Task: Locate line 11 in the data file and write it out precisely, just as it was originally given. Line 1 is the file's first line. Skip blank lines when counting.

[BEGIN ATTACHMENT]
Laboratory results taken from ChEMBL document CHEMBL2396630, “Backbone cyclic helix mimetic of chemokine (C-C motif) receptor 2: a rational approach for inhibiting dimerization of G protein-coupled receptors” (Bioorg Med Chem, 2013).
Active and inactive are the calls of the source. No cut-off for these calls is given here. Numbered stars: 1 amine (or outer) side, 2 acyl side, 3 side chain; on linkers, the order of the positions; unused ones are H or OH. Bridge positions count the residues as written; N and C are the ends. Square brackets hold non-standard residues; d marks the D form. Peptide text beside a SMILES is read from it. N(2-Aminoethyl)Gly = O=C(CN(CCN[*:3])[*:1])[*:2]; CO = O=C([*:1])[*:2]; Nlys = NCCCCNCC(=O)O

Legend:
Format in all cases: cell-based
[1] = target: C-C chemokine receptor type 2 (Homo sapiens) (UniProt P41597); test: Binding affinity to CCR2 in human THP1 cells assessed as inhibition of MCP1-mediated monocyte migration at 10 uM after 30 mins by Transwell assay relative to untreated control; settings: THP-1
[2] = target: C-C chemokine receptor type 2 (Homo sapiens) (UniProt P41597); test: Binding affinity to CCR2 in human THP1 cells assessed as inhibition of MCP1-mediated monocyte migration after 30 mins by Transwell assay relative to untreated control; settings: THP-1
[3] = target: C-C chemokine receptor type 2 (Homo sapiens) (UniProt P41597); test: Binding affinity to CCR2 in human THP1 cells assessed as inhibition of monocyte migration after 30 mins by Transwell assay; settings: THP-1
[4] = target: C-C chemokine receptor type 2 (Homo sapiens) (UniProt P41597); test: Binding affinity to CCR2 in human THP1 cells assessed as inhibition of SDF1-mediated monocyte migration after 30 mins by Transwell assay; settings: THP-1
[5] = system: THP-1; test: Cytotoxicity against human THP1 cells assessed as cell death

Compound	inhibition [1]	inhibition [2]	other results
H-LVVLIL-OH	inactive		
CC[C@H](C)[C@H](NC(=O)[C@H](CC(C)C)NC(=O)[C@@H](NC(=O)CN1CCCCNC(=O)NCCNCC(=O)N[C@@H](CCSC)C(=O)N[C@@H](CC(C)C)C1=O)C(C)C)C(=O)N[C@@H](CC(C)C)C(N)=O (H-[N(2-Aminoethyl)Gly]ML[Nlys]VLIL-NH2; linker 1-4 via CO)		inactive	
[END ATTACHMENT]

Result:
H-LVVLIL-OH	inactive		